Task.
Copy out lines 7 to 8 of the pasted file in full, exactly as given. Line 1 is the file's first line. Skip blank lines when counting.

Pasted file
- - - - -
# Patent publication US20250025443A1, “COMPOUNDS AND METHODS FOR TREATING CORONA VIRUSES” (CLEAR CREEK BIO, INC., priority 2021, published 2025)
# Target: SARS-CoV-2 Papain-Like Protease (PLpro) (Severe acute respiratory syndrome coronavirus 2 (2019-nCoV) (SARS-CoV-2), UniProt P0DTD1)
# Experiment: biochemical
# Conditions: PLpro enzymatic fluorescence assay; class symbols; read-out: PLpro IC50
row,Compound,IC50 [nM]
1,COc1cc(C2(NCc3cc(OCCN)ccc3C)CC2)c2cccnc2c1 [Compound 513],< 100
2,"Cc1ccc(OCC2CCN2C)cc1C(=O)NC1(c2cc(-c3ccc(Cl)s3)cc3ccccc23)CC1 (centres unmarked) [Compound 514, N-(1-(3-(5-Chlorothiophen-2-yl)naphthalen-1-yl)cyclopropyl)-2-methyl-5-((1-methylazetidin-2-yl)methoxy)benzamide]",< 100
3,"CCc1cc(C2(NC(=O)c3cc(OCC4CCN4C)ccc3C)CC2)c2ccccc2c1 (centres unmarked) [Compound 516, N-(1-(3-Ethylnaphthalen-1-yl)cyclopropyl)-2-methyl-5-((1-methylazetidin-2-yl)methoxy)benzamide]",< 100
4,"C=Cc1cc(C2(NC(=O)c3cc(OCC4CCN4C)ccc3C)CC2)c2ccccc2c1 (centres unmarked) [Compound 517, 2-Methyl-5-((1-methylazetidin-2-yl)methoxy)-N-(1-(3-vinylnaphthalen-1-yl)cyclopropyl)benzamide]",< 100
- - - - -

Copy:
2,"Cc1ccc(OCC2CCN2C)cc1C(=O)NC1(c2cc(-c3ccc(Cl)s3)cc3ccccc23)CC1 (centres unmarked) [Compound 514, N-(1-(3-(5-Chlorothiophen-2-yl)naphthalen-1-yl)cyclopropyl)-2-methyl-5-((1-methylazetidin-2-yl)methoxy)benzamide]",< 100
3,"CCc1cc(C2(NC(=O)c3cc(OCC4CCN4C)ccc3C)CC2)c2ccccc2c1 (centres unmarked) [Compound 516, N-(1-(3-Ethylnaphthalen-1-yl)cyclopropyl)-2-methyl-5-((1-methylazetidin-2-yl)methoxy)benzamide]",< 100